Thai Prime Minister Thaksin Shinawatra will formally take back the reins of power today by chairing a Cabinet meeting one month after announcing he was taking a political break, a minister said.
His return could add street protests to the political chaos which has prevailed since an inconclusive April 2 snap general election was declared unlawful, anti-Thaksin campaigners said.
"The prime minister will return to the head table at the Cabinet meeting to discuss new measures to stimulate the economy," Transport Minister Pongsak Raktapongpisal told a Bangkok radio station yesterday.
Earlier in the day, government spokesman Suraphong Suebwonglee said Thaksin might stage a full comeback by asking the Cabinet to revoke a resolution that appointed Chitchai Wannasathit as caretaker prime minister.
"The current circumstances require leadership and that is a key factor in the prime minister's change of mind," Surapong told reporters.
Thaksin resumed some of his major duties yesterday, including trying to tackle a bloody Muslim insurgency in the country's southern provinces.
A return by Thaksin would renew tensions and probable street demonstrations by the People's Alliance for Democracy, a coalition that orchestrated earlier protests. Opposition political parties have not yet outlined how they would react to a comeback.
"Everyone is confused by Thaksin's action. He is playing with the country like a kid with a toy. One day he wants to be prime minister and the next he doesn't want to. I would like to warn Thaksin that the country is not a toy for him to play around with," said Chuan Leekpai, a former prime minister and chief adviser to the opposition Democrat Party.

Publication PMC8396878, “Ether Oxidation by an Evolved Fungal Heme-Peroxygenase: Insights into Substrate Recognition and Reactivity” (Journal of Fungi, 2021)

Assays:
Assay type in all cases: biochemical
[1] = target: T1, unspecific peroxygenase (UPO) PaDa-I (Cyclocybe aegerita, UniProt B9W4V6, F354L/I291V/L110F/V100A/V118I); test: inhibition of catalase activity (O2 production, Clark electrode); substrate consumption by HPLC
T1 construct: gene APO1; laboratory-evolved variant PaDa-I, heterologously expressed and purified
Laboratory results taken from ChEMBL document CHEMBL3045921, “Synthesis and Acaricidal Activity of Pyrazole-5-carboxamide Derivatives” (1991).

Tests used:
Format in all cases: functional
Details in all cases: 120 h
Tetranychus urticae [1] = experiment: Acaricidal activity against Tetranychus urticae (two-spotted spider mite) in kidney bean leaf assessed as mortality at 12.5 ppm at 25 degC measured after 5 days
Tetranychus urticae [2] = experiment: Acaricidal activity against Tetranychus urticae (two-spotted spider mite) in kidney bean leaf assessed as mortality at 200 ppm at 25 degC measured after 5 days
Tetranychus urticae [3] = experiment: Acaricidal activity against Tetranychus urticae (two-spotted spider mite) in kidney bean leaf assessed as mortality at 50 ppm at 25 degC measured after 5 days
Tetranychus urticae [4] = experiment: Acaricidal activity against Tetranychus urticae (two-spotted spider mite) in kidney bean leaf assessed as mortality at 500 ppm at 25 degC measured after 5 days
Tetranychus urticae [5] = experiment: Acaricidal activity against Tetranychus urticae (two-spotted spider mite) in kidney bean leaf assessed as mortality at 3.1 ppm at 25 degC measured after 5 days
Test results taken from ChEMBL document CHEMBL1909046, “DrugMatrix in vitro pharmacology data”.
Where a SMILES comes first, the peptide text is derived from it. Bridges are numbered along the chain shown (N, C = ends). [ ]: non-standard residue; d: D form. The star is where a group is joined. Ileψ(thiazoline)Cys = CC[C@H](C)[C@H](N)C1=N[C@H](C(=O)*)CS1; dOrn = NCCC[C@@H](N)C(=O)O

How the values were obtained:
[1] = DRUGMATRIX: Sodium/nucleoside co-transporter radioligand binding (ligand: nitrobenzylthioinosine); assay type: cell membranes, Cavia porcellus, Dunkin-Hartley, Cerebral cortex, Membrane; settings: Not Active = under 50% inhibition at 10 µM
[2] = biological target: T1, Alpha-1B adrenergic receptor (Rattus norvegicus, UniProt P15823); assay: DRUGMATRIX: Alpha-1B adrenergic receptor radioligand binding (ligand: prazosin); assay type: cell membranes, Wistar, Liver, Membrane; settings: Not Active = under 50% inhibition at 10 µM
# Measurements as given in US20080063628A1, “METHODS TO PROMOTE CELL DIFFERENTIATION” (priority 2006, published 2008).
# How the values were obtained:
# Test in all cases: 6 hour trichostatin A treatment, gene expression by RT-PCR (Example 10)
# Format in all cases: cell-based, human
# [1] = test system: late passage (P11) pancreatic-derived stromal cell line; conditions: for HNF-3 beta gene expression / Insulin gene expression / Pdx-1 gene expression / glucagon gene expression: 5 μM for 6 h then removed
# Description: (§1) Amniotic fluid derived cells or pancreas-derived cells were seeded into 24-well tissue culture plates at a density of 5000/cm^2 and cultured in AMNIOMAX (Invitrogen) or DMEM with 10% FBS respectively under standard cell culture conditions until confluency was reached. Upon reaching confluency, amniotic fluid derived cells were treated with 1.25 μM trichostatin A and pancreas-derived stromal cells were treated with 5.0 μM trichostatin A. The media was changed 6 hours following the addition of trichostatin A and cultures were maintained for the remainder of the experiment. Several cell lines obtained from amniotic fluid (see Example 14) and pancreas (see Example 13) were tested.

An alliance spokesman, Suriyasai Katasila, said more street protests would be held, but only after celebrations next month marking the 60th anniversary on the throne of King Bhumibol Adulyadej.
Thailand has had a caretaker government and no parliament since April 2 general elections were annulled by the Constitutional Court. Thaksin stepped aside on April 4.
"There are a lot of problems. I will have to tackle them because it will be a long time until a new election is held," Thaksin told reporters over the weekend.
The embattled Election Commission yesterday proposed a further delay in plans for new elections until Oct. 29, after Muslim officials said the earlier date, Oct. 22, conflicted with the Islamic holy month of Ramadan.
But neither date may hold since the commissioners are under pressure from the top courts as well as opposition parties to step down over claims that they unfairly favor Thaksin's government.
Faced with protests calling for his ouster for alleged corruption and abuse of power, Thaksin abruptly dissolved parliament in February and called snap elections on April 2, but the opposition boycotted the vote and the result was declared invalid.
Thaksin took "a break from politics" after the polls to quell the protests and appointed Chitchai to take his place.